Figure 2—figure supplement 3
BiP's cysteine is required to form the disulfide-bonded species observed with Sil1-C57A.

Reduced recombinant Sil1-C57A was mixed with an equal concentration of a cysteine-less BiP protein (BiP-C63A), which was mock treated with DTNB. At the indicated times, sample buffer containing NEM was added to quench any reactive thiols as in Figure 2E. Proteins were resolved by non-reducing SDS-PAGE, and the gel was stained with Coomassie blue. In contrast to the strong disulfide-bonded species observed upon mixing Sil1-C57A mutant and wild-type BiP, no high molecular weight bands were observed at any point during the reaction of Sil1-C57A and cysteine-less BiP. These data are consistent with the identification of the strong high molecular weight disulfide-bonded species in Figure 2E (denoted with an asterisk) as a BiP-Sil1 mixed-disulfide pair. No high molecular weight species were observed for the BiP-C63A protein reacted with DTNB, consistent with the identification of the band observed with wild-type BiP after treatment with DTNB as a BiP-BiP disulfide bonded species (Figure 2E, filled circle).

https://doi.org/10.7554/eLife.24141.008
Figure 2—figure supplement 4
High molecular weight species observed under non-reducing conditions are absent when BiP is incubated with a cysteine-less Sil1 mutant.

(A) BiP-TNB was reacted with an equal concentration of cysteine-less Sil1 (C52A-C57A-C203A-C373A) pretreated with DTT. Reactions were quenched at the indicated time with sample buffer containing NEM as in Figure 2E. Proteins were resolved under non-reducing or reducing SDS-PAGE and visualized with a Coomassie blue stain. The only redox-dependent high molecular weight band observed with these proteins is the BiP-BiP disulfide-bonded species (filled circle), which is present even in the absence of Sil1. (B) An enlarged image of the upper right corner of the top gel from Figure 2E, which shows the reaction of reduced wild-type Sil1 and BiP-TNB. A transient doublet of disulfide-bonded proteins is visible during the timecourse. The bottom doublet band (asterisk) appears earlier and wanes at later time points, which is consistent with a transient interaction between BiP and the N-terminal Sil1 cysteine pair. The appearance of the upper double band (open circle) later during the timecourse mirrors the appearance of a disulfide-bonded species at later times of incubation between BiP-TNB and an N-terminal cysteine Sil1 mutant (Sil1-C52A-C57A). We anticipate that these bands (open circle) reflect a limited association between BiP and the cysteines in Sil1 present in the armadillo repeats, which is consistent with the absence of these bands when reactions are carried out with cysteine-less Sil1 (panel A) or cysteine-less BiP proteins (Figure 2—figure supplement 3).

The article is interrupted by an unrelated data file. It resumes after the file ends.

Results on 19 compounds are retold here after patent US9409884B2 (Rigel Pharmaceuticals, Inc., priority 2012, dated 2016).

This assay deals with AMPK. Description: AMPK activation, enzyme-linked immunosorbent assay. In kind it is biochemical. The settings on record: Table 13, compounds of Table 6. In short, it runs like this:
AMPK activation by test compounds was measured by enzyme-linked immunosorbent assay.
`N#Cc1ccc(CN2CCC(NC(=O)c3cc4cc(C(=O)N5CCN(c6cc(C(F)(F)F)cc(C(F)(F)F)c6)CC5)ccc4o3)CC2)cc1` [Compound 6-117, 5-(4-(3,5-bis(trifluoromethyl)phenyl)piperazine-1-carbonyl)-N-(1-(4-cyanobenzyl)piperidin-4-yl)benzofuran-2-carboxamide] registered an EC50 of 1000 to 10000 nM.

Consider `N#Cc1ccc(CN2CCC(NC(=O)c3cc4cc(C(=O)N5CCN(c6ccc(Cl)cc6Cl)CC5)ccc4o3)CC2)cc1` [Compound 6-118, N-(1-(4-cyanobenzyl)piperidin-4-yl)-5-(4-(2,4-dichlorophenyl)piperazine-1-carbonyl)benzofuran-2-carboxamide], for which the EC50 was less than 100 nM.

https://doi.org/10.7554/eLife.24141.009
Figure 2—figure supplement 5
High molecular weight species observed under non-reducing conditions (and enhanced when Sil1 contains a single N-terminal cysteine) contain both Sil1 and BiP.

Reduced Sil1 (WT), Sil1-C57A, Sil1-C52A-C57A, and BiP-TNB were prepared, and BiP-TNB and the indicated Sil1 proteins were reacted, as in Figure 2E. Reactions were quenched 5 min after mixing of the BiP-TNB and Sil1 proteins by the addition of sample buffer containing NEM. Samples were separated by non-reducing or reducing SDS-PAGE; for reducing conditions, BME (5%) was added prior to electrophoresis. Samples were transferred to nitrocellulose, and Sil1 and BiP were detected by immunoblotting with rabbit anti-Sil1 or anti-BiP antibodies. Non-reducing and reducing samples were run on a single gel, and the membrane was cut after transfer prior to the probing with the individual antibodies. Labels indicate disulfide-linked BiP-Sil1 (asterisk) and a weakly detected BiP-BiP dimer (filled circle).

https://doi.org/10.7554/eLife.24141.010
Figure 3 with 1 supplement
Sil1 can reduce glutathionylated BiP.

(A) Schematic for formation and reduction of glutathionylated BiP. (B) Glutathionylated BiP was prepared as described in the Materials and methods. Reduction of glutathionylated BiP by Sil1-C203A-C373A (with the N-terminal cysteines; CC) or a cysteine-less Sil1 (lacking the N-terminal cysteines; AA) was monitored by following the presence or absence of free protein thiols. At the indicated times, reactions were quenched with the addition of the thiol-modifying agent mal-PEG2K, which irreversibly reacts with reduced thiols. Samples were separated by reducing SDS-PAGE, and visualized with Coomassie blue. Proteins with free thiols that become modified with mal-PEG2K show a decreased electrophoretic mobility relative to proteins with oxidized cysteines that do not react with mal-PEG2K; the oxidized and reduced forms of each protein are indicated.

https://doi.org/10.7554/eLife.24141.011
Figure 3—figure supplement 1
A yeast strain expressing a Sil1 mutant that lacks reducing activity (Sil1-C52A-C57A) does not show an increased resistance to diamide.

A sil1∆ strain (CSY448) transformed with the plasmids pJW7 (SIL1), pCS876 (sil1-C52A-C57A), or an empty vector was spotted onto SMM plates containing 0–1.6 mM diamide and incubated for 2 d at 30°C.

https://doi.org/10.7554/eLife.24141.012
Figure 4 with 1 supplement
Sil1 regulates BiP activity both as a nucleotide exchange factor (NEF) and a reductant.

(A) Sil1 cysteine mutants maintain nucleotide exchange activity. A sil1∆ lhs1∆ strain covered with an URA3-marked SIL1 plasmid was transformed with LEU2-marked plasmids encoding the indicated Sil1 proteins. Their ability to substitute for wild-type Sil1 was assessed after counter-selection of the URA3-plasmid on 5-FOA. (B) BiP (B) ATPase activity was monitored by following the accumulation of free phosphate in the presence of Sec63J (J) and Sil1 (S), Sil1-C52A-C57A (S(AA)) or Sil1-H163E (S(H)). (C) ATP hydrolysis rates of BiP oxidized with NEM (B-NEM) or DNTB (B-TNB) was monitored in combination with J, S, or S(AA). In B and C, mean values of triplicate experiments are shown; error bars depict the range. (D) Aggregation of denatured rhodanese was assayed by monitoring light scattering (associated with aggregation) over time. Denatured rhodanese was diluted away from denaturant into buffer containing BiP or BiP-TNB that had been pre-incubated in the presence or absence of reduced, recombinant Sil1. Mean values of three independent experiments are shown; error bars depict the range. (E) The accumulation of free phosphate 15 min (left panel) or 30 min (right panel) post-ATP addition was determined for reduced BiP and BiP-TNB incubated with Sil1 (1:1 ratio) and/or Lhs1 (1:0.2 ratio) plus J-protein. Data show the mean rate of phosphate release ± SEM of three independent experiments. (F) Reduction of BiP-TNB by Sil1 or Lhs1 was monitored spectroscopically as in Figure 2. Mean values of four independent experiments are shown; error bars depict the range.